CAMP TAQADDUM, Iraq -- After 1,050 patients, 400 surgical cases, and 100 helicopter rescues, the Marines and sailors of Taqaddum Surgical still had one important thing to do before boarding their flights home.
"(The mass casualty drill) lets them (replacements) know how chaotic things can get," said Petty Officer 2nd Class Oscar M. Morales, 24-year-old section leader for the Shock Trauma Platoon with Taqaddum Surgical.
Before the Marines and sailors of Taqaddum Surgical leave, they are required to train their replacements. A "mass casualty" drill shows oncoming corpsmen and Marines the fast-paced stress experienced when more than 20 patients arrive in less than 30 minutes.
Petty Officer 2nd Class Joshua W. Bromley, a corpsman with Taqaddum Surgical said that corpsmen should "never go complacent, because you never know what can come through that door." Service members in the exercise treated many different simulated injuries, varying from minor to fatal.
"Just because (a service member) dies, you can't stop, there are going to be more casualties," said Bromley, a native of Gosnel, Ark.
Mass casualty training is important; you can see it on television, you can read about it or hear about it, but until you actually experience it, you cannot comprehend it, said Lt. Cmdr. Mark T. Gould, a 42-year-old orthopedic surgeon with Taqaddum Surgical.
"They're going to treat the first injured Marine or sailor or soldier who comes through that door, and they're going to be ready for it," continued Gould, a native of Cooperstown, N.Y. Gould and the other featured surgeons all expressed the pivotal role corpsmen play in their mission.
"What makes this place run," said Navy Capt. H. R. Bohman, "is the corpsman. They are the heart and soul ... we can't do this without them."
"This exercise is all about the corpsman, they are the backbone of everything that goes on here," said Gould.
The training taught the corpsman to be flexible, to gain confidence with the equipment, and to adjust to small, crowded work areas, said Morales. Morales, who served previous tours with Marine infantry, said exercises like the mass casualty drill help arriving corpsmen gel as a team.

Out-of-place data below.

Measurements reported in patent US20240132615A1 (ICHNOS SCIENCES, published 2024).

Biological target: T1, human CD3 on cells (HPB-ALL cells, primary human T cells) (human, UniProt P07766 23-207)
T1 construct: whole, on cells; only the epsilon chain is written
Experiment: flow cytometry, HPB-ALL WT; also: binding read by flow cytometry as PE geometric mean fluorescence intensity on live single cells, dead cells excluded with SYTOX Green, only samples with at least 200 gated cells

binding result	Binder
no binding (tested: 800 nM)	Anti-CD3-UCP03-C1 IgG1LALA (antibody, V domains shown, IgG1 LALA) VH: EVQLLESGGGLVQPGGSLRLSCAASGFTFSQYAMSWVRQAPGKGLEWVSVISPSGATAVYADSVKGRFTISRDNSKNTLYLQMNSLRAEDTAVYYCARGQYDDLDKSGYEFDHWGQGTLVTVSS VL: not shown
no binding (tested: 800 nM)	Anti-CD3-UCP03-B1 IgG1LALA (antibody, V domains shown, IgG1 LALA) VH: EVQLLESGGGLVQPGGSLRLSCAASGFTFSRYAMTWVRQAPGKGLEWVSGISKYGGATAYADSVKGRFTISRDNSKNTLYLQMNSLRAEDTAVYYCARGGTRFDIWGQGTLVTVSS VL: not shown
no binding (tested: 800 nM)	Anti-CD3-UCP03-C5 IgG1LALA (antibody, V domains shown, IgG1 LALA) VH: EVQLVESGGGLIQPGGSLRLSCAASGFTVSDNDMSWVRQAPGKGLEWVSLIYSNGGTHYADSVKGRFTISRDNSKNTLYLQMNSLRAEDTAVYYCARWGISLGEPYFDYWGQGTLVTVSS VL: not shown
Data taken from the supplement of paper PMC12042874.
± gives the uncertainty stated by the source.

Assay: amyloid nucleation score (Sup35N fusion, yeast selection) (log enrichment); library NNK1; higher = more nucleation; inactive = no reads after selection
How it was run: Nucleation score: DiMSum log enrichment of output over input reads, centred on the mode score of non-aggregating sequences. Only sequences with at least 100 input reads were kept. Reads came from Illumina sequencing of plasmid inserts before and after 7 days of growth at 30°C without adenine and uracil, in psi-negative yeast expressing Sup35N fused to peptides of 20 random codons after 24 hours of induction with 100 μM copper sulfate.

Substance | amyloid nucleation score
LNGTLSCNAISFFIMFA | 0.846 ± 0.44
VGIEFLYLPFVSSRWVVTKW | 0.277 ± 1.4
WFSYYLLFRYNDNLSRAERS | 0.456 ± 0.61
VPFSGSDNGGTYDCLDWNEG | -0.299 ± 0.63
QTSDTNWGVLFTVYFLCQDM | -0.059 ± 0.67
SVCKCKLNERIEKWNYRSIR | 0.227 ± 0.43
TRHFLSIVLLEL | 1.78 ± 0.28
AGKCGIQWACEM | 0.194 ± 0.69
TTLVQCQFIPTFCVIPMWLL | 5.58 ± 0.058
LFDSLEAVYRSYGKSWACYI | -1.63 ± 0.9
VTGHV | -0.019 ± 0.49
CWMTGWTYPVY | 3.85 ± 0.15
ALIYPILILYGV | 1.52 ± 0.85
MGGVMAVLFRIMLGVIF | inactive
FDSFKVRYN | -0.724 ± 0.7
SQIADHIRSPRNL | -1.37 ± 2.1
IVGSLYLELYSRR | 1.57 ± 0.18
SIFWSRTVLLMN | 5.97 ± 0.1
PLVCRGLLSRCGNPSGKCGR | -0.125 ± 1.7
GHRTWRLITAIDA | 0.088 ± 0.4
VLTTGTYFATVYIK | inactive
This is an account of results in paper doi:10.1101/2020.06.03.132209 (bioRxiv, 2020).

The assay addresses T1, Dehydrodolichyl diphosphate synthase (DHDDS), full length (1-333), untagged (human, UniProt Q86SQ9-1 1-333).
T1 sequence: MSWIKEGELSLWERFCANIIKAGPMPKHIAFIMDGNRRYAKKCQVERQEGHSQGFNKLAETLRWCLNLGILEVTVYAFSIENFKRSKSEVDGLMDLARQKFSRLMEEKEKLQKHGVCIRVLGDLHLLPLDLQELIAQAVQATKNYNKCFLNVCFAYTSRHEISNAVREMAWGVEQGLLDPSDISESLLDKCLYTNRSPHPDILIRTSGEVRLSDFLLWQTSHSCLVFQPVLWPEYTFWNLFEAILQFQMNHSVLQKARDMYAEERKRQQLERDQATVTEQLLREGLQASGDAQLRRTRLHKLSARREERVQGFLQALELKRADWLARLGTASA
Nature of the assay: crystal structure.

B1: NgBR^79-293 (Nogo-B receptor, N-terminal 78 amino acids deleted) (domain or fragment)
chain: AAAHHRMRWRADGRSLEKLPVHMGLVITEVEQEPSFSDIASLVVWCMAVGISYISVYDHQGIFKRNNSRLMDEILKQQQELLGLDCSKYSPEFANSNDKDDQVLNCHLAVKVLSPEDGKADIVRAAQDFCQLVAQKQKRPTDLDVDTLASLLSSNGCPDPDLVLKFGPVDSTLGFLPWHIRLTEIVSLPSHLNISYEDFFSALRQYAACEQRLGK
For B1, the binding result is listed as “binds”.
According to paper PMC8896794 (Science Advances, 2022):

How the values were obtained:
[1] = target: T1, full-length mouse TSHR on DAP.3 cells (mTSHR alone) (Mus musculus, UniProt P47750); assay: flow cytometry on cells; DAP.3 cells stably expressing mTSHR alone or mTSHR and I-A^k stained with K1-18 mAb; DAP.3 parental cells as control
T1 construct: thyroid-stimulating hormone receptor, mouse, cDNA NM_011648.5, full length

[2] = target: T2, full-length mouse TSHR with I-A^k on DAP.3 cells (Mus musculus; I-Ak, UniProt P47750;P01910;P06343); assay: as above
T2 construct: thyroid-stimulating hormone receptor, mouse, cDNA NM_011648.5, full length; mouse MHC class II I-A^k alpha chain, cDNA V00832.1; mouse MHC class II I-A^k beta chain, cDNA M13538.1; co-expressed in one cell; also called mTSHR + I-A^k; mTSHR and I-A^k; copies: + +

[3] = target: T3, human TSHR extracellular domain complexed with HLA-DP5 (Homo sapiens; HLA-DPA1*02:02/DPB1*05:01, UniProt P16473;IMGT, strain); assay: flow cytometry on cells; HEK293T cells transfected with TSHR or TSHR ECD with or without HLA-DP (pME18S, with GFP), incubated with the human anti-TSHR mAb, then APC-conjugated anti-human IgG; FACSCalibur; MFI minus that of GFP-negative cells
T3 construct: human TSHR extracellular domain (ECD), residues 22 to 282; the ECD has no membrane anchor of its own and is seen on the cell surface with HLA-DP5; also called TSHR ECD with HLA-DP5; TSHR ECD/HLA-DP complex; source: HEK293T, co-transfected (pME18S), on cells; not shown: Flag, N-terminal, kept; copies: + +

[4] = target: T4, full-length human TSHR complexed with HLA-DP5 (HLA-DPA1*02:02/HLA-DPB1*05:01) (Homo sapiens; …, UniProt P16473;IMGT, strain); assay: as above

"The more they work together, the more they know the idiosyncrasies each (service member) has," said Navy Capt. Chuck L. Blankenship, general surgeon with Taqaddum Surgical. Blankenship, a native of Texarcana, Texas. said knowing each other's strengths and weaknesses helps grow a bond between corpsman.
"You cannot do this job, you cannot take care of these patients, without being a team," said Gould.
This training emphasizes dealing with significant injuries and bad outcomes, in order to develop a bond together, said Bohman, a 57-year-old Galesburg, Ill., native, and Taqaddum Surgical's chief of professional services.
"Since we've been here, it's just training, training, training," said Morales, a native of Northridge, Calif, who commended the outgoing group for their effort. The old team arrived five months ago and worked until their change of command ceremony Sept. 6, the same day of the mass casualty drill.
Instead of quitting when relieved, the outgoing group stayed to help us train, said Morales.
"We've taught them everything we've seen here, and how to do it," said Bromley, "there's nothing that can walk through that door that we're not prepared for." No matter how minor or major the injury, Bromley added, the corpsmen will always have a drive to help.
"They always rise to the occasion," said Gould, "everyone knows how committed a corpsman is, and the tradition of the corpsmen reflect that." From hoisting the flag at Iwo Jima, to the desert warfare of Iraq, the corpsmen demonstrate that drive to support our war-fighters.
"If you're a (service member) and you get hurt, there's a great chance that you are going to be saved if you get to a place where there's a navy corpsman, and a navy medical team like this," said Blankenship.
"The lights are on, the sign is out, if you have a problem, come to us," said Gould.
Families at home can rest a little easier. Taqaddum Surgical is always ready.